The proof of SVD solver formula, $C^T C = V \Sigma^T \Sigma V^T$

This formula could be used to compute matrix multiplication transpose

$${\displaystyle (\mathbf {AB} )^{\mathsf {T}}=\mathbf {B} ^{\mathsf {T}}\mathbf {A} ^{\mathsf {T}}}$$

This formula is used to elaborate matrix multiplication associativity

$${\displaystyle (\mathbf {AB} )\mathbf {C} =\mathbf {A} (\mathbf {BC} )}$$

This formula is used to compute svd of a matrix.

$$C = U \Sigma V^T$$

this MIT course puts them together and gives (equation_1)

$$C^T C = V \Sigma^T \Sigma V^T \tag 1$$

what is the detailed proof for equation_1?

first, what is the detailed procedure of $$C^TC = (U \Sigma V^T)^TC$$

how can I transfer this to $$U^TU$$?

$$C^T = V \Sigma^T U^T$$

• $U$ is real orthogonal. Thus $U^TU=I$. Commented Jun 24, 2019 at 8:37
• Remember, $U$ is chosen to be such that $U^T U = I$ (identity matrix). Using this and your first two equations, you should be able to prove the result. (Note that with associativity, you can compute any two adjacent matrices' product first, and with the transpose rule, it extends to multiple matrices: $$(ABC\ldots XYZ)^T = Z^TY^T X^T \ldots C^T B^T A^T.$$) Commented Jun 24, 2019 at 8:37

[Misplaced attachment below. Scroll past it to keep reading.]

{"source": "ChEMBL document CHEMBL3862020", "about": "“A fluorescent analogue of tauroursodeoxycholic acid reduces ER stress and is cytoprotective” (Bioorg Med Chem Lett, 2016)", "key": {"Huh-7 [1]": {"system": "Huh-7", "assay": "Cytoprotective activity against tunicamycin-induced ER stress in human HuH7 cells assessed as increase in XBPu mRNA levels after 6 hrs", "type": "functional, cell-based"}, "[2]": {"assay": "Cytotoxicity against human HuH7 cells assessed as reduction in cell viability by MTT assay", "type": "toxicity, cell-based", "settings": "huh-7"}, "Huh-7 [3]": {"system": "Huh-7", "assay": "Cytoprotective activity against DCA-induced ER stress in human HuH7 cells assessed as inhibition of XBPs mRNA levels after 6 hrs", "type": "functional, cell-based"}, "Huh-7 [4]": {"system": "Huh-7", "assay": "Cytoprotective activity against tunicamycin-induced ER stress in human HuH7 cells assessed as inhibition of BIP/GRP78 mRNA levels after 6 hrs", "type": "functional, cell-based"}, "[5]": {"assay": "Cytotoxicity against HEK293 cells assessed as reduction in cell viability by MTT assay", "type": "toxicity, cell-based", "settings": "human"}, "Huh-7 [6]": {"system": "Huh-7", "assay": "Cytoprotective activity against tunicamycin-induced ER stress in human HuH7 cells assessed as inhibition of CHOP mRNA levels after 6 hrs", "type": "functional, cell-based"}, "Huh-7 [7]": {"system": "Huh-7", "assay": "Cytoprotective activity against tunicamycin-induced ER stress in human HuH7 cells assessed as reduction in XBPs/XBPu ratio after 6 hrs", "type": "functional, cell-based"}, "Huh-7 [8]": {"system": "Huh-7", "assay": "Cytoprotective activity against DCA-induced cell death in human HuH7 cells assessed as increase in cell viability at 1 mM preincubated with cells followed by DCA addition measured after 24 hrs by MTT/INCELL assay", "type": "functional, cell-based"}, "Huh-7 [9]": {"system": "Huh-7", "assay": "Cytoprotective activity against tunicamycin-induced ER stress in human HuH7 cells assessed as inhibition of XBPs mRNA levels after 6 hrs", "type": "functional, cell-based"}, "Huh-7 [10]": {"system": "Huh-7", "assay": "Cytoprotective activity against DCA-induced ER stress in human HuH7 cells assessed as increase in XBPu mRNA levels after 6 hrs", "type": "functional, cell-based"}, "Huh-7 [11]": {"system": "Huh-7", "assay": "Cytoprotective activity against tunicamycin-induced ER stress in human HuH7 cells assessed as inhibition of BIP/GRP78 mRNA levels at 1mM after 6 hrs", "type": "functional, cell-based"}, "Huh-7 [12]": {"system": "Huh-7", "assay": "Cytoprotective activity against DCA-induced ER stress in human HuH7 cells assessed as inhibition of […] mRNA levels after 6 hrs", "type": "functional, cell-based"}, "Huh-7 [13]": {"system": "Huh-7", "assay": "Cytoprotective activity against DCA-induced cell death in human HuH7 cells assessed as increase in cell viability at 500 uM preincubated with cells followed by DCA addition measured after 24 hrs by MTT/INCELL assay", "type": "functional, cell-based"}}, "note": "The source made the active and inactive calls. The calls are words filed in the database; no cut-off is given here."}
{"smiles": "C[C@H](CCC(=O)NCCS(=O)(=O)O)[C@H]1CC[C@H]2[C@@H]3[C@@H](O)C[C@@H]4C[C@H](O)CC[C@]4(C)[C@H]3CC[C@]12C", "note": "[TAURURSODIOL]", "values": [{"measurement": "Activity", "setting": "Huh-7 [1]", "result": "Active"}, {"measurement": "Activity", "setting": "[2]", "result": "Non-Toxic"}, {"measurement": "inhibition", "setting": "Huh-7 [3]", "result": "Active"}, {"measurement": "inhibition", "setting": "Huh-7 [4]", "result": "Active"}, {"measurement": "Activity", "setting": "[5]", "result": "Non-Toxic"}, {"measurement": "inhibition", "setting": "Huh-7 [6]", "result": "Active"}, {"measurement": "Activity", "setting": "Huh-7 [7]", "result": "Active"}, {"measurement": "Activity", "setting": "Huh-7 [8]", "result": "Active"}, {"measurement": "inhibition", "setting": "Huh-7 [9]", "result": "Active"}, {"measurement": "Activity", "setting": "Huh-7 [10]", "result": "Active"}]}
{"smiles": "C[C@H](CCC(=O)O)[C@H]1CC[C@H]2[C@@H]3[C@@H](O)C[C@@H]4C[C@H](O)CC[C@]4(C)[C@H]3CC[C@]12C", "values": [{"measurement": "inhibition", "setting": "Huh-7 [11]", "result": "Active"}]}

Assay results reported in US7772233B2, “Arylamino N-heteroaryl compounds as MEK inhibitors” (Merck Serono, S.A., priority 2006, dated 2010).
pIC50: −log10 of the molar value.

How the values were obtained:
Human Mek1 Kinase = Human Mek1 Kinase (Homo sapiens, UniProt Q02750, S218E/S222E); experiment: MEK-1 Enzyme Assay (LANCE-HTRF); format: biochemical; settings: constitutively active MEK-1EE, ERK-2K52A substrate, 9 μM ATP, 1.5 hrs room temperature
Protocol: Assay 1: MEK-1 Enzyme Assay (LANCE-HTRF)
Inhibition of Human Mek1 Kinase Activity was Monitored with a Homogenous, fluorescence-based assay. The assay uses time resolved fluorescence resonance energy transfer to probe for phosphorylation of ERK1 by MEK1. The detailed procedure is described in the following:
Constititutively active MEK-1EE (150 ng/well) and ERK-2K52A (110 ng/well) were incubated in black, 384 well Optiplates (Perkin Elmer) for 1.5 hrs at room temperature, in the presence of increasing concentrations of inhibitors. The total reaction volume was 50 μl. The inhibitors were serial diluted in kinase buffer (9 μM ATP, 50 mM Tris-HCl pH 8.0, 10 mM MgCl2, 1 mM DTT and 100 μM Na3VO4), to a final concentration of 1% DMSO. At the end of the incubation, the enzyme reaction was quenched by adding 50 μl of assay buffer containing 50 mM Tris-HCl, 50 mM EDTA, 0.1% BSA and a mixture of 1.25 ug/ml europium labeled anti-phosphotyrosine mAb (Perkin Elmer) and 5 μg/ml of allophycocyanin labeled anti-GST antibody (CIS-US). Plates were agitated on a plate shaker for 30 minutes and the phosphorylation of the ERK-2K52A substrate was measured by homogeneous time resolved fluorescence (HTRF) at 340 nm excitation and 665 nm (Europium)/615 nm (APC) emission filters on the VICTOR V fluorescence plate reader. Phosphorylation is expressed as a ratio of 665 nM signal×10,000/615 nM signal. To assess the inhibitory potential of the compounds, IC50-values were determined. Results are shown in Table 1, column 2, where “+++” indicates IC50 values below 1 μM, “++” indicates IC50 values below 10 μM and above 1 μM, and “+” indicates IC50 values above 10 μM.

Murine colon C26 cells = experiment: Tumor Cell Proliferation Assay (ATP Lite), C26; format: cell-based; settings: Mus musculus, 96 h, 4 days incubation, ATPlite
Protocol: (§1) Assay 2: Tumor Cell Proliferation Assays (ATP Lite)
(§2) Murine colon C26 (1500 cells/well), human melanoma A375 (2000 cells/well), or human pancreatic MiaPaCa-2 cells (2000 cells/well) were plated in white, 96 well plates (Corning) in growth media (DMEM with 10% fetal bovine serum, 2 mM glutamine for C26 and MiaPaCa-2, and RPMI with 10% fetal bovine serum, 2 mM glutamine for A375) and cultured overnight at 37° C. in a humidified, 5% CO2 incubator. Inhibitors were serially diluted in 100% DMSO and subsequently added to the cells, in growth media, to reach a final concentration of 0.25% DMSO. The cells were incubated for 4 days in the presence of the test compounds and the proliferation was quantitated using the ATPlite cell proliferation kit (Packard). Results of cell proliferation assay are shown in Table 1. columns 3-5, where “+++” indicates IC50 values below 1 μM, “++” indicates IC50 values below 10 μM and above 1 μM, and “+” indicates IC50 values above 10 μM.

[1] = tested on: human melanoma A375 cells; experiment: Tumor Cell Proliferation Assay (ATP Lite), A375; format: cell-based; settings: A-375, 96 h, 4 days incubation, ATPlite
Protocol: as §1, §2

• You haven’t numbered your equations. Which one is “equation_1?” (Use \tag to number them.)
– amd
Commented Jun 24, 2019 at 23:07

Using your first two equations, you can get

$$(ABC)^T = ((AB)C)^T = C^T(AB)^T = C^T B^T A^T$$

and then

$$C^T = V \Sigma^T U^T$$

and then

$$C^T C = V \Sigma^T U^T C = V \Sigma^T U^T U \Sigma V^T$$

since

$$U^TU = I$$

eventually you get

$$C^T C = V \Sigma^T U^T U \Sigma V^T = V \Sigma^T \Sigma V^T$$